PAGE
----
Medical Specialists® Pharmacy offer 6 tips for a healthy heart for National Heart Month
5th February 2015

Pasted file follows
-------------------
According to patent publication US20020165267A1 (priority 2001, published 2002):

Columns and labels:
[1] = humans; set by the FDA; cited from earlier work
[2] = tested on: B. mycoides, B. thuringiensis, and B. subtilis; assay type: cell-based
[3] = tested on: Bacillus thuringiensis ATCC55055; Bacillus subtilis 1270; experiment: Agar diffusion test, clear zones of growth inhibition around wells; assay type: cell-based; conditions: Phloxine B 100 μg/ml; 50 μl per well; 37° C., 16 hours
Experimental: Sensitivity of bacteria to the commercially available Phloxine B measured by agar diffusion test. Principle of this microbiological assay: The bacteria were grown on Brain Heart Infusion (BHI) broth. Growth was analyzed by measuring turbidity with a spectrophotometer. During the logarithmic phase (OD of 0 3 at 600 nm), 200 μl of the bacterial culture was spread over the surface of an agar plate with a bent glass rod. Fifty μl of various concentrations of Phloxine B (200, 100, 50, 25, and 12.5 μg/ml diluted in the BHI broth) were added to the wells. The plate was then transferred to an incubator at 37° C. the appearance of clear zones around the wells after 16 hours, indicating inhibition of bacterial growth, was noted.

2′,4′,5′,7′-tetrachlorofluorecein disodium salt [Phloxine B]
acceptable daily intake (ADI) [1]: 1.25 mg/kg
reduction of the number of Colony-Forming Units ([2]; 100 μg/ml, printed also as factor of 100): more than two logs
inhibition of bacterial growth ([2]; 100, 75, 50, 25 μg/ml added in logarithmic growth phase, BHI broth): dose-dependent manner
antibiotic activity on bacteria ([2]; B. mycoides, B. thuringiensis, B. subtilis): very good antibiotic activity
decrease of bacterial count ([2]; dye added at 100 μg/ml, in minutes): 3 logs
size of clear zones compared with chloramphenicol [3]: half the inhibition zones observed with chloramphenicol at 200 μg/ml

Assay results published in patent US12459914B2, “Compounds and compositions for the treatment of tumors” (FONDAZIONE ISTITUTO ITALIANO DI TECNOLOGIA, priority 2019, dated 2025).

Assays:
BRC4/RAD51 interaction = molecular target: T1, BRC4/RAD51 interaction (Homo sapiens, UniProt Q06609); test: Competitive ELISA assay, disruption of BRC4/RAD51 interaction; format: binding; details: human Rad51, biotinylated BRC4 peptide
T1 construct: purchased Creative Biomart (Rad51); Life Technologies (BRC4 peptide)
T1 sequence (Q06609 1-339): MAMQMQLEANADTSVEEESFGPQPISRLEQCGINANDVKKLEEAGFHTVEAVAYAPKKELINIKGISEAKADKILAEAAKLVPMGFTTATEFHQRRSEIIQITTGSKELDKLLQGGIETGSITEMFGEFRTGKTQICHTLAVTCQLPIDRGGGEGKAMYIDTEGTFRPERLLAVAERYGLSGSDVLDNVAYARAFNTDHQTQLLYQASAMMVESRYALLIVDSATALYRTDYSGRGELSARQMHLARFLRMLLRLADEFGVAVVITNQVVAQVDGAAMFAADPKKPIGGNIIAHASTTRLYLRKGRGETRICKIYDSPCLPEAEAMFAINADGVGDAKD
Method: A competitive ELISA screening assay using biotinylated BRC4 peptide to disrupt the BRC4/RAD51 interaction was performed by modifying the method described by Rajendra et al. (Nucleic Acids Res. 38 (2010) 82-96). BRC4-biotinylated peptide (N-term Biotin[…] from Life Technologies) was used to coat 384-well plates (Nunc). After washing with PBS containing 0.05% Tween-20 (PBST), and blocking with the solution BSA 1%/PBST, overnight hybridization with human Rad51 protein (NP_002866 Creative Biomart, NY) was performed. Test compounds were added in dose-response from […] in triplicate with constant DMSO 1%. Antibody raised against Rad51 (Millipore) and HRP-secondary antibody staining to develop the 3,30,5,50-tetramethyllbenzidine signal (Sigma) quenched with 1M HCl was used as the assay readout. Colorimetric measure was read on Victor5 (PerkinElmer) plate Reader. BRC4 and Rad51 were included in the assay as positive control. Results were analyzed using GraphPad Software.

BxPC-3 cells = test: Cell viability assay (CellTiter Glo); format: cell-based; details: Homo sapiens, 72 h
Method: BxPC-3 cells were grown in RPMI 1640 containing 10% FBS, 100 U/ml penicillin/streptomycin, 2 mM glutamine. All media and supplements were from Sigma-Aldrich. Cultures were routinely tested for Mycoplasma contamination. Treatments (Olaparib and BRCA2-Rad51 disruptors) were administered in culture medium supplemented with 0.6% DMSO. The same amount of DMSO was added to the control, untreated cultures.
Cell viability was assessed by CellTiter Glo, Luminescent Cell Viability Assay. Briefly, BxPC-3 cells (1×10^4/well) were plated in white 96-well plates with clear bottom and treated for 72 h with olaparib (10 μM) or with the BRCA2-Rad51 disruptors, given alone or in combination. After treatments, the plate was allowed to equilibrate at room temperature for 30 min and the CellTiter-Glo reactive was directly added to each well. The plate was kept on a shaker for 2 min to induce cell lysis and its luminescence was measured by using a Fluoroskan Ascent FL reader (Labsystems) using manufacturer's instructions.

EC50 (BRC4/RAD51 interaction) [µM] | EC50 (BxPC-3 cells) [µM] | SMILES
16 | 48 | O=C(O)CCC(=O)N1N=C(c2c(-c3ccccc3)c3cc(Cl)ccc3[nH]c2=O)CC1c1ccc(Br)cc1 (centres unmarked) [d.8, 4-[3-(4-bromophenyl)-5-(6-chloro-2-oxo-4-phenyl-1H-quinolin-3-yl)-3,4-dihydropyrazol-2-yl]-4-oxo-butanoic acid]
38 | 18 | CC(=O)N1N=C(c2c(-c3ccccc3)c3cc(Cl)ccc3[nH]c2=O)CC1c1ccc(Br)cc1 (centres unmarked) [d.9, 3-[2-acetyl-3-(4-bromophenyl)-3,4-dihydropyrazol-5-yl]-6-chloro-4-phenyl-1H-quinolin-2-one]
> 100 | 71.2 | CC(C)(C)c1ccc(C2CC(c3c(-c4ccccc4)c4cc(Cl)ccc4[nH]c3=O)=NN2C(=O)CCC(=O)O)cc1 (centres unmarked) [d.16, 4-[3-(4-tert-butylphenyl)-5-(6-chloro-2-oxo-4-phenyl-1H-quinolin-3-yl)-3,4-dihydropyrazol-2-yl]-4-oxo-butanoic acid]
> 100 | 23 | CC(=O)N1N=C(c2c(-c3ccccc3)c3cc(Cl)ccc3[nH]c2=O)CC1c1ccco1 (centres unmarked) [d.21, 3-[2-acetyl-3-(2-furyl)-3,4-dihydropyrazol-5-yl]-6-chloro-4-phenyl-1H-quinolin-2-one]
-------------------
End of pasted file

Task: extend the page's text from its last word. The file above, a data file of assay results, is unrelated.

National Heart MonthWith Valentine’s Day less than two weeks away, the second month of the year often causes pandemonium as couples all around the world, more than at any other time, use all the love in their heart’s to make that extra effort in showing their loved one how much they care. There could be another reason to think about the heart this month though – for those unaware, February is National Heart Month. The month-long campaign is led by the British Heart Foundation as a way to urge the nation to think more about heart health, as well as to increase awareness about heart and circulatory diseases. The campaign is one that is annually supported by Medical Specialists® Pharmacy as heart and circulatory diseases are the leading causes of death for adults in Britain. Heart disease comprises of conditions such as coronary heart disease, heart attack and heart failure. However, there are steps to take to help prevent heart problems. . Cut down on alcohol intake The NHS recommends that men should not drink more than 3-4 units of alcohol a day, whilst for women the figure stands at just 2-3 units a day at most, and consuming more than this can have a detrimental impact to your heart health. Excessive alcohol intake can raise the amount of triglycerides (a type of fat) in the blood and also lead to abnormal heart rhythms, high blood pressure, heart failure, stroke and obesity from the additional calories you are taking in.  Cutting down on alcohol can be made easier through the help of Medical Specialists® Pharmacy, who have recently began to supply the alcohol dependency treatment Selincro to suitable patients, after being inundated with requests for it. . Cut down on salt intake It is recommended that an adult should consume no more than 6g of salt per day – around one full teaspoon. As food labels sometimes only give the figure for sodium, people might be unsure how much they are getting but the following formula from the sodium figure listed, can help: Salt = sodium x 2.5. Therefore, adults should consume no more than 2.4g of sodium per day; equal to 6g of salt. Unfortunately, many of us in the UK consume far more than the 6g limit. On average, people in the UK eat about 8.1g of salt (3.2g sodium) a day. Too much salt can increase the volume of body fluids increases and raise blood pressure. High blood pressure (hypertension) can then result in serious problems such as heart disease or stroke. .  Cut down on sugar intake The majority of food and drink products that contain plenty of added sugars, also contain a high number of calories, often having very little nutritional value. Consuming plenty of sugary food and drink on a regular basis can result in weight gain and obesity, thus risking health conditions such as type 2 diabetes and heart disease. Added sugars should comprise of no more than 10% of the energy (calorie intake) obtained from food and drink each day, which works out at around 70g for men and 50g for women, but can vary according to age, size, and how active a person is. Food and drink to consider cutting down on include: sugary cereals, fizzy drinks, sugary squash, cakes, biscuits, chocolate, sweets, cereal bars, cakes, ice cream, puddings and yoghurt. . Stop smoking Smoking causes damage to the lining of the arteries, thereby reducing the space for blood to travel through, with the carbon monoxide contained in cigarettes also effecting the amount of oxygen that can reach the heart and other areas of the body, forcing the heart to work much harder to supply the body with the oxygen it requires. The dangers of smoking are further explained on the British Heart Foundation’s website, but smokers are at double the risk of suffering from a heart attack compared to people that have never smoked and smoking is the main cause of a multitude of cancers and lung disease. Smoking cessation treatments such as Champix can help people quit smoking for good though and reduce the risk of heart problems. . Keep active Extra weight is widely accepted to be linked to increase the risk of high blood pressure, high cholesterol and type 2 diabetes, and all of these conditions then make heart disease or stroke all the more likely. For those unsure if they are at a healthy weight, body mass index (BMI) is usually one of the first port of calls to check this. A BMI of 25 to 29.9 is considered overweight, whilst a BMI of 30 to 39.9 is considered to be obese. Exercise is a great way to shed the pounds but the simple fact remains that much of the nation lives a sedentary lifestyle. The NHS recommends that one step in treating obesity is to take up activities such as fast walking, jogging, swimming or tennis for 150-300 minutes a week, but obesity treatments like Xenical – in conjunction with a healthy diet – can help with weight loss too. . Lower cholesterol Adopting a healthy diet and regular exercise, as previously highlighted, can lower the level of cholesterol in the blood, or prevent cholesterol levels being too high to begin with. The higher the cholesterol level, the higher the risk of stroke or heart disease and therefore the overall risk of having a heart attack. Statin medication such as Atorvastatin or Pravastatin work to lower the LDL ('bad') cholesterol and raise the HDL (‘good’) cholesterol, and may be prescribed to certain people with risk factors for heart conditions, such as those with high cholesterol or high blood pressure, older patients, smokers, or those with family history of early heart disease. The British Heart Foundation's webpage has more information about heart diseases and advice on how to beat them.  Moreover, the charity are encouraging the nation to show their support on 6 February by wearing red and hosting an event to raise funds for their life-saving research. Anyone can get involved, whether it is at the workplace, school or with friends and family, and there are loads of great ideas for fundraising and essentials such as the sponsorship form and event poster.